Among other things, it is a myth that smoking deaths = lung cancer, because actually, there are more deaths from smoking-related cardoiovascular disease (CVD) and Chronic Obsatructive Pulmonary Disease (COPD). The lawsuits focused on lung cancer because it was easier to prove.

PDF pp. 141- Toxicokinetics
Nicotine itself is toxic, as usual the dose matters. Nicotine has been used as a pesticide...

p.145 Trajectory of Addiction, Health Consequences of Nicotine Exposure (complicated, much unknown).
"There is insufficient data to conclude that nicotine causes or contributes to cancer in humans, but there is evidence showing possible oral, esophageal, or pancreatic cancer risks."

p.148 Cardiovascular Diseases
"The potential role of nicotine in atherogenesis and in triggering acute coronary events has been discussed extensively in the medical literature (USDHHS 2010) and reviewed in Chapter 8, “Cardiovascular Diseases,”"

p.154 "Animal studies provide evidence that nicotine exposure
during adolescence has effects on the brain that differ from exposure during other periods of development. ... Nicotine exposure during adolescence also appears to cause long-term structural and functional changes in the brain (Dwyer et al. 2009)."

p.452 (Chapter 8) Fig 8.3
Overview of mechanisms by which cigarette smoking causes an acute cardiovascular event
(I love doctor speak ... the last phrase mkeans heart attack or stroke)
Note the top right: nicotine.

It is not just the tars, and I've attended seminars where the latest research has images of the changes to blood vessels just from nicotine, and it's not nice.

Anyway, e-cigs are definitely less bad than regular cigarettes, especially given that modern cigarettes are deadlier than those of 50 years ago.

Barton Paul Levenson said...

Not only has nicotine been used as a pesticide, it has been used as a murder weapon in a famous 19th century crime. Google "Gustave Fougnies" for details.

John Mashey said...

Here's another tidbit about modern cigarettes:

How did Marlboro jump from a minor brand to a best-seller?
(Not just Marlboro Man marketing, but a specific technique for nicotine that took other companies a while to figure out.)

Hank Roberts said...

> Nicotine exposure during
> adolescence also appears to
> cause long-term structural and
> functional changes in the brain
> (Dwyer et al. 2009)."

I've long suspected this is why so much effort was put into protecting "second hand smoke" exposure -- because youngsters in those environments had a measurable body burden of nicotine metabolites. Pre-primed to be customers, ya think?

I wonder how many more documents are out there not yet discovered.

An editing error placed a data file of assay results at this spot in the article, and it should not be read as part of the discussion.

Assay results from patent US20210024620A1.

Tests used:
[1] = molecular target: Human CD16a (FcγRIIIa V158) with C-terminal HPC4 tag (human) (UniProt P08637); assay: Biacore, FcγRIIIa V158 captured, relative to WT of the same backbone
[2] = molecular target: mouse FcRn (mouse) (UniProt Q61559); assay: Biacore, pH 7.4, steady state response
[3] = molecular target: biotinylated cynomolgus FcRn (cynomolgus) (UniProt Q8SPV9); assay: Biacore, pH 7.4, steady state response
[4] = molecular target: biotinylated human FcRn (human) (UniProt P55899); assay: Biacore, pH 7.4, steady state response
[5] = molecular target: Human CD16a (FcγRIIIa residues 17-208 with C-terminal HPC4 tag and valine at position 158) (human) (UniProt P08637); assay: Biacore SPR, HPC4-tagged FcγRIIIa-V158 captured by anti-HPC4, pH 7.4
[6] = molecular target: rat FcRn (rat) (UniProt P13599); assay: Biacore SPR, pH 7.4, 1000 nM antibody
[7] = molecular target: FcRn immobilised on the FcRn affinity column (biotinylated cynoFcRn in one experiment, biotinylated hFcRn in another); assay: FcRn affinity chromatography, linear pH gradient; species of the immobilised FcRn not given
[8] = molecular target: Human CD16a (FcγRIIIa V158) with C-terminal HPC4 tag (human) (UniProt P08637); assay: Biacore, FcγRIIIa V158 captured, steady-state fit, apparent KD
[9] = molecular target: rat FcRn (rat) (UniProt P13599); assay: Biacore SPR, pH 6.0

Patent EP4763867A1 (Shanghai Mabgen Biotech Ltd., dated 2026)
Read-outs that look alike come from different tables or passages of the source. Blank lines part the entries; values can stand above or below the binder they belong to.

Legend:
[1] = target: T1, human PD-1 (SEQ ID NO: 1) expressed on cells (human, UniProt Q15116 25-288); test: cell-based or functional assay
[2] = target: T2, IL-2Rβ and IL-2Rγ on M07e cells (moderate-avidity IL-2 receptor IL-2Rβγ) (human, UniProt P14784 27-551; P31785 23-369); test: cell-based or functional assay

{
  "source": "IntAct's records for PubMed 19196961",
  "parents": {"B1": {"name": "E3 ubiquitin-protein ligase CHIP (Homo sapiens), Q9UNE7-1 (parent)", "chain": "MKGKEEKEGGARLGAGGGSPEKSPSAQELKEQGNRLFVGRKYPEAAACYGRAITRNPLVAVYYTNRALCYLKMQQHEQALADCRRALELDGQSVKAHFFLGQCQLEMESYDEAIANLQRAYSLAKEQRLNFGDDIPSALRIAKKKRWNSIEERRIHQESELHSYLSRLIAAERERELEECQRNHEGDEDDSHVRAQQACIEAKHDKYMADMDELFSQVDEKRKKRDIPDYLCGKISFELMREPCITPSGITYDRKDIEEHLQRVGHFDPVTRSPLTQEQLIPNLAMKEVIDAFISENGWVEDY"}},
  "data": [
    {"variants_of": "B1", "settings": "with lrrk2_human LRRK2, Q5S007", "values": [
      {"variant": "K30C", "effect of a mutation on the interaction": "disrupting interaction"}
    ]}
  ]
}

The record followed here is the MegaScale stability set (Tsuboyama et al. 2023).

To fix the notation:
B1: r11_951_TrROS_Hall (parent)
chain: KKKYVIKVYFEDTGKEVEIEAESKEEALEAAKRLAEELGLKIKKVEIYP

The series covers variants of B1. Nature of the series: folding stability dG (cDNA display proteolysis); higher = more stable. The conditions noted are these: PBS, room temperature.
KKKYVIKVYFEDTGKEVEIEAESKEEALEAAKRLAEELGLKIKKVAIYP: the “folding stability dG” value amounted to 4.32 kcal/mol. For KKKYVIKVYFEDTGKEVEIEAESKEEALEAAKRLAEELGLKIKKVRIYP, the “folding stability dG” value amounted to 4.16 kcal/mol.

Russell Seitz said...

Meanwhile, back in Las Vegas, the show goes on !

Russell Seitz said...

"because youngsters in those environments had a measurable body burden of nicotine metabolites. Pre-primed to be customers, ya think?"

Hank, in the age of single molecule detection, making any "measurable body burden" a policy criterion invites an outpouring of concern for nations downwind of nations that incinerate confiscated opium.

Their are an awful lot of molecules in a mole.

willard said...

> Their are an awful lot of molecules in a mole.

See for yourself:

Russell Seitz said...

Willard , you have long since persuaded me that whatever Climate audit says is at least six times ten to the minus twenty-three parts true

Andrew said...


Thomas Lee Elifritz said...

The only thing willard has convinced me of is that he is an innumerate quote mining concern troll who has no interest in solving real time problems with real time discourse and real time solutions. He's living in the past.

Other than that, I guess I can add ozone depletion to the long list of civilization busting problems. So much for the Montreal protocol, all it did was kick the can down the road. Now who didn't predict this outcome?

Hank Roberts said...

Russell, the tobacco companies knew long ago they could pre-prime a child for addiction, if young enough.

Advertising has targeted youngsters forever:

Now China, where the government holds a monopoly on tobacco, is pushing the vaporizer inhalers.

Conclusions. —Perception of advertising is higher among young smokers; market-share patterns across age and sex groups follow the perceived advertising patterns; and changes in market share resulting from advertising occur mainly in younger smokers. Cigarette advertising encourages youth to smoke and should be banned.(JAMA. 1991;266:3154-3158)

Hank Roberts said...

Hank Roberts said...

Russell Seitz said...

I favor warning labels that state legibly and explicitly: